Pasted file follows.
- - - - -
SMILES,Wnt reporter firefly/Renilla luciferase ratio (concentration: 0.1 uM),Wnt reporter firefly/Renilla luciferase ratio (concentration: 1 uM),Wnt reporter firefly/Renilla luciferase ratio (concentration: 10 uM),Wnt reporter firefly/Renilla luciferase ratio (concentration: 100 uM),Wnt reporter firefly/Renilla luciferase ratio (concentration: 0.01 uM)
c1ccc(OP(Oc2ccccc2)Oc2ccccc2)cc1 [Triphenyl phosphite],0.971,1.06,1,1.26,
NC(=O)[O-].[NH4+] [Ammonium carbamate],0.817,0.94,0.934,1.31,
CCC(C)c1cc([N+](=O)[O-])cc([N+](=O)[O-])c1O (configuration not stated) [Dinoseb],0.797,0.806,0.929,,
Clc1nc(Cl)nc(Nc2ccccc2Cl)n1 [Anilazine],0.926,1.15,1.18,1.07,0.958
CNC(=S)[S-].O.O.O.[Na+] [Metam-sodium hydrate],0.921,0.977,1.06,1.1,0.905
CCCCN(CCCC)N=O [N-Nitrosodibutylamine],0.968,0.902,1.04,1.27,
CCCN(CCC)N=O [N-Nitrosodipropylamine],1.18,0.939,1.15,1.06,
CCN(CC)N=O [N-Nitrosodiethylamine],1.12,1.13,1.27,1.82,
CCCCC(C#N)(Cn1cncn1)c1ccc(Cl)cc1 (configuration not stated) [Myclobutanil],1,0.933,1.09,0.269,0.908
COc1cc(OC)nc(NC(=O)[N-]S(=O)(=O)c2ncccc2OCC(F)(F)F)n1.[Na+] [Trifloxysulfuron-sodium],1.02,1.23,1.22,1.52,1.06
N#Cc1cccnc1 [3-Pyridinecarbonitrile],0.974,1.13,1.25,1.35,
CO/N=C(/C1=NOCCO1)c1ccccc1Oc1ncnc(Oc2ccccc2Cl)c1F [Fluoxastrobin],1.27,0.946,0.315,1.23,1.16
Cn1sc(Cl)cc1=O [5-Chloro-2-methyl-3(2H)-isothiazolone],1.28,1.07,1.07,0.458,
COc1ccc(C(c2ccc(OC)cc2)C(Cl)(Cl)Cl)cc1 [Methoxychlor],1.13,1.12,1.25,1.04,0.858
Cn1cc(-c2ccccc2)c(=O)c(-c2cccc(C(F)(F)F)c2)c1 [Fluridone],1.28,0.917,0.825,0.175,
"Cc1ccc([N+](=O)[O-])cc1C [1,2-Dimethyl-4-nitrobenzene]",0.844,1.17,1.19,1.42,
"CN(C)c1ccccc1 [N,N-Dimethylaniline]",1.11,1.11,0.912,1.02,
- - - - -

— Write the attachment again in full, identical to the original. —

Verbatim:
SMILES,Wnt reporter firefly/Renilla luciferase ratio (concentration: 0.1 uM),Wnt reporter firefly/Renilla luciferase ratio (concentration: 1 uM),Wnt reporter firefly/Renilla luciferase ratio (concentration: 10 uM),Wnt reporter firefly/Renilla luciferase ratio (concentration: 100 uM),Wnt reporter firefly/Renilla luciferase ratio (concentration: 0.01 uM)
c1ccc(OP(Oc2ccccc2)Oc2ccccc2)cc1 [Triphenyl phosphite],0.971,1.06,1,1.26,
NC(=O)[O-].[NH4+] [Ammonium carbamate],0.817,0.94,0.934,1.31,
CCC(C)c1cc([N+](=O)[O-])cc([N+](=O)[O-])c1O (configuration not stated) [Dinoseb],0.797,0.806,0.929,,
Clc1nc(Cl)nc(Nc2ccccc2Cl)n1 [Anilazine],0.926,1.15,1.18,1.07,0.958
CNC(=S)[S-].O.O.O.[Na+] [Metam-sodium hydrate],0.921,0.977,1.06,1.1,0.905
CCCCN(CCCC)N=O [N-Nitrosodibutylamine],0.968,0.902,1.04,1.27,
CCCN(CCC)N=O [N-Nitrosodipropylamine],1.18,0.939,1.15,1.06,
CCN(CC)N=O [N-Nitrosodiethylamine],1.12,1.13,1.27,1.82,
CCCCC(C#N)(Cn1cncn1)c1ccc(Cl)cc1 (configuration not stated) [Myclobutanil],1,0.933,1.09,0.269,0.908
COc1cc(OC)nc(NC(=O)[N-]S(=O)(=O)c2ncccc2OCC(F)(F)F)n1.[Na+] [Trifloxysulfuron-sodium],1.02,1.23,1.22,1.52,1.06
N#Cc1cccnc1 [3-Pyridinecarbonitrile],0.974,1.13,1.25,1.35,
CO/N=C(/C1=NOCCO1)c1ccccc1Oc1ncnc(Oc2ccccc2Cl)c1F [Fluoxastrobin],1.27,0.946,0.315,1.23,1.16
Cn1sc(Cl)cc1=O [5-Chloro-2-methyl-3(2H)-isothiazolone],1.28,1.07,1.07,0.458,
COc1ccc(C(c2ccc(OC)cc2)C(Cl)(Cl)Cl)cc1 [Methoxychlor],1.13,1.12,1.25,1.04,0.858
Cn1cc(-c2ccccc2)c(=O)c(-c2cccc(C(F)(F)F)c2)c1 [Fluridone],1.28,0.917,0.825,0.175,
"Cc1ccc([N+](=O)[O-])cc1C [1,2-Dimethyl-4-nitrobenzene]",0.844,1.17,1.19,1.42,
"CN(C)c1ccccc1 [N,N-Dimethylaniline]",1.11,1.11,0.912,1.02,